How San Antonio’s discussion on housing costs has evolved from the Decade of Downtown to the pandemic-era shortage.
The downtown San Antonio apartment market, which city leaders went to such great effort to grow, has matured to a point where it is drawing major attention from out-of-town investors.
In 2015, GrayStreet Partners announced it had purchased several iconic buildings on East Houston Street, and spoke of the corridor’s rebirth. Nearly seven years later, the local developer has been selling off its assets as it shifts focus, and capital, to other projects.
Let’s make one thing clear, the Decade of Downtown in San Antonio is alive and well. It hasn’t expired. And it will continue as long as there are city policies designed to incentivize the production of market-rate housing in the downtown area.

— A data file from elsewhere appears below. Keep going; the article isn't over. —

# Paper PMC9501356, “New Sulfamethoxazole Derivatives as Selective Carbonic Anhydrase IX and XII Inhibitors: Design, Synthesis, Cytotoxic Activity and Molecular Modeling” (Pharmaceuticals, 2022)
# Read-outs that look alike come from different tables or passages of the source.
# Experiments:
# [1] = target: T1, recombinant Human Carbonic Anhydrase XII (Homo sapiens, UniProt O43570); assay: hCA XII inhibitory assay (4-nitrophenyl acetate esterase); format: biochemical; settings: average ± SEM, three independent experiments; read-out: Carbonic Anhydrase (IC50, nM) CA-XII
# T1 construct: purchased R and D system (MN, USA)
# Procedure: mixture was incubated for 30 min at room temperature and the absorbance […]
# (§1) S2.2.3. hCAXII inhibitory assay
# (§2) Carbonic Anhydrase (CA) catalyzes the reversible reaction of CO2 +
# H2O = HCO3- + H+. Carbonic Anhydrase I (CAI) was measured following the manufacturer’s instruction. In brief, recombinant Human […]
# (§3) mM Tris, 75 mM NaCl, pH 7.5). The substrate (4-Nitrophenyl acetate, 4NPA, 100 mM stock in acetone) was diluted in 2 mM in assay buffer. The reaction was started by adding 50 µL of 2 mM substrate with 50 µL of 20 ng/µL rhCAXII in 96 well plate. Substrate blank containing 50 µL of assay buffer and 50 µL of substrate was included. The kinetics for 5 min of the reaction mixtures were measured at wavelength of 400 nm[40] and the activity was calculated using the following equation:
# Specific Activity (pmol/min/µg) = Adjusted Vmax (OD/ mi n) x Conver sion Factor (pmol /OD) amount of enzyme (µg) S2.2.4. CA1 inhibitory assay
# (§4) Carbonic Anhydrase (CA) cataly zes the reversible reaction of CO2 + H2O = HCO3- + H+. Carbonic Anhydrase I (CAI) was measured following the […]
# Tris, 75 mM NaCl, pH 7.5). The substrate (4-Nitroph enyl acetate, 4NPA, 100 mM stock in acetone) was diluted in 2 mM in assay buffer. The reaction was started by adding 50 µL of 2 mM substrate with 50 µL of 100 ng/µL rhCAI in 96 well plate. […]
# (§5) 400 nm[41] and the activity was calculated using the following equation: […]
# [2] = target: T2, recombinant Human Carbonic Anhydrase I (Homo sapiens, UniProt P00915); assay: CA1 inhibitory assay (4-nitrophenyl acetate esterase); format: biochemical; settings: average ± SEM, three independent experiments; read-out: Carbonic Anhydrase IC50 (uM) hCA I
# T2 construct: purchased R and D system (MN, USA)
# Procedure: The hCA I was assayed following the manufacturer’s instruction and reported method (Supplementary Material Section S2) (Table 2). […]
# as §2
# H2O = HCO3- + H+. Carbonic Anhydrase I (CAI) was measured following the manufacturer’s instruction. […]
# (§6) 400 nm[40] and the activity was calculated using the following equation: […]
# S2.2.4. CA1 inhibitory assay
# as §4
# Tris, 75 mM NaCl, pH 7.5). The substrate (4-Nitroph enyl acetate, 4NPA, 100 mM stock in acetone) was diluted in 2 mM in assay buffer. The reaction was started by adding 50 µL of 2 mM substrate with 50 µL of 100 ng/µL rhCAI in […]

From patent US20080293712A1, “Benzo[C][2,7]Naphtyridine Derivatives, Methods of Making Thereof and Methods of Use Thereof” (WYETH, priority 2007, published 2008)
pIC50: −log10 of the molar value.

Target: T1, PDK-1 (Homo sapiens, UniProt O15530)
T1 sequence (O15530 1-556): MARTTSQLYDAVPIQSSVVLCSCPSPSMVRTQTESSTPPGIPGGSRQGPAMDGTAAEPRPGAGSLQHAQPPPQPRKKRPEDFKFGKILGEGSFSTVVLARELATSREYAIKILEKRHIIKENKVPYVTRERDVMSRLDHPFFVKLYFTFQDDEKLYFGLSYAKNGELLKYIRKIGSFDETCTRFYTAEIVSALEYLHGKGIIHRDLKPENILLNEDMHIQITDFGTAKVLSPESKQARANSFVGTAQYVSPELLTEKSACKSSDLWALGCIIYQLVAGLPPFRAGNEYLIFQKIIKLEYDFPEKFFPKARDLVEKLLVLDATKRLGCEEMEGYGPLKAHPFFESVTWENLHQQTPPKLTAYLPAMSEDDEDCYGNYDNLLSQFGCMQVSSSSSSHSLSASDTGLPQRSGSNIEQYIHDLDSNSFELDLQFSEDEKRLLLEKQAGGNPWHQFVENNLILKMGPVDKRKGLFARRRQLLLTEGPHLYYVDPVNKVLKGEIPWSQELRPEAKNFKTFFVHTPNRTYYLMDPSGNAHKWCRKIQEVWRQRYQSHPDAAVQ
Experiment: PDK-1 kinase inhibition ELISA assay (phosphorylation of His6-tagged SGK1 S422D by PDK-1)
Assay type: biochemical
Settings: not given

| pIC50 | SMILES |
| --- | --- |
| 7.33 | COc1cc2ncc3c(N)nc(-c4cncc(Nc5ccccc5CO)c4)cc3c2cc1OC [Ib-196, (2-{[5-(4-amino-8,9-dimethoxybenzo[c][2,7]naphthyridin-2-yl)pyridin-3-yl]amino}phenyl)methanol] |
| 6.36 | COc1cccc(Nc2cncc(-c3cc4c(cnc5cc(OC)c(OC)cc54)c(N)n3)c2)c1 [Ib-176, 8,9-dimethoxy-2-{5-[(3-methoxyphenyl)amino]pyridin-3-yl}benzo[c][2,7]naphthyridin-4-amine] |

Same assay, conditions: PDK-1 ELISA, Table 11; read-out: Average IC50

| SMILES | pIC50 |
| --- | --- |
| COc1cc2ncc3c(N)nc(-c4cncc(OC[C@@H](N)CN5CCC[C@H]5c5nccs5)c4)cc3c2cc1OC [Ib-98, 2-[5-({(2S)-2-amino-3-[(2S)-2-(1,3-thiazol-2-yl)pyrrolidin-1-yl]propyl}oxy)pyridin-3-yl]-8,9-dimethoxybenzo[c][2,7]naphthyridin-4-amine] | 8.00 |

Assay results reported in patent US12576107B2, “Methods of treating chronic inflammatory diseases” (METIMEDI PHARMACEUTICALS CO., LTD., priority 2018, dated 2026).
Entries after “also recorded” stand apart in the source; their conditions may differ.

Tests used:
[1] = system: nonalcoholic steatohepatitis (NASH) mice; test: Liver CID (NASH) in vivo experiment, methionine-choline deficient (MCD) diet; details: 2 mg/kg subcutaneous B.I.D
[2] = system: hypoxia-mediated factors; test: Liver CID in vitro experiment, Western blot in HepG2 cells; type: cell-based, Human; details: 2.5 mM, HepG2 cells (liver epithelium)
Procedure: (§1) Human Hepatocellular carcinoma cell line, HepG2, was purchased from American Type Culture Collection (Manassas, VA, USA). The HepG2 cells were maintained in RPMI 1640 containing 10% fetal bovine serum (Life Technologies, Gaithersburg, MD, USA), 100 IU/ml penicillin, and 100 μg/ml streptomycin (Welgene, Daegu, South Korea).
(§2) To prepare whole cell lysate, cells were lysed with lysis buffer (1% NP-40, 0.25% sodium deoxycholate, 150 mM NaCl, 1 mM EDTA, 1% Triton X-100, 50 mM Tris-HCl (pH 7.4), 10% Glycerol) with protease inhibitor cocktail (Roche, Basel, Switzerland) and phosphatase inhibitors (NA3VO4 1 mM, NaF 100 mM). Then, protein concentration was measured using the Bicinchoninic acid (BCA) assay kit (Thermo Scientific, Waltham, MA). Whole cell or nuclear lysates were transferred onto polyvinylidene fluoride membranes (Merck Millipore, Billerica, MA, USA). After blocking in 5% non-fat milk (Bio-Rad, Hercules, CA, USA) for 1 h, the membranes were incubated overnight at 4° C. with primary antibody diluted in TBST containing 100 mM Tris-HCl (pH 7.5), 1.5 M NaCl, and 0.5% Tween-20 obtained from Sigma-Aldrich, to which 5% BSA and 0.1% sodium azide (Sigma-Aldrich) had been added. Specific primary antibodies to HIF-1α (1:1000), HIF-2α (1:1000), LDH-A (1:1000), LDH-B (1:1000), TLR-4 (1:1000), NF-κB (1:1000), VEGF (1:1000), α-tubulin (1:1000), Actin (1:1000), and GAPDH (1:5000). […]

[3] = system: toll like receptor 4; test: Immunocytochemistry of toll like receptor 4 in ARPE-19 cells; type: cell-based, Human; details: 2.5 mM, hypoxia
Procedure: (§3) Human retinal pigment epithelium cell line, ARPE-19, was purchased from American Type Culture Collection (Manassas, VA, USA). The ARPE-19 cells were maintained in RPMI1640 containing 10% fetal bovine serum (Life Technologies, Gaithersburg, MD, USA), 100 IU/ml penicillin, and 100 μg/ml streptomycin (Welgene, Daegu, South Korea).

The project by Sabot Development will consist of 299 market-rate units, 12,000 square feet of retail and 429 parking spaces.
In the area of housing, it seems likely that the early 2020s will mark another turning point for San Antonio.
The $24 million incentive package that GrayStreet Partners and Midway received last month to redevelop the former Lone Star Brewery tops the list of San Antonio’s most subsidized urban development projects.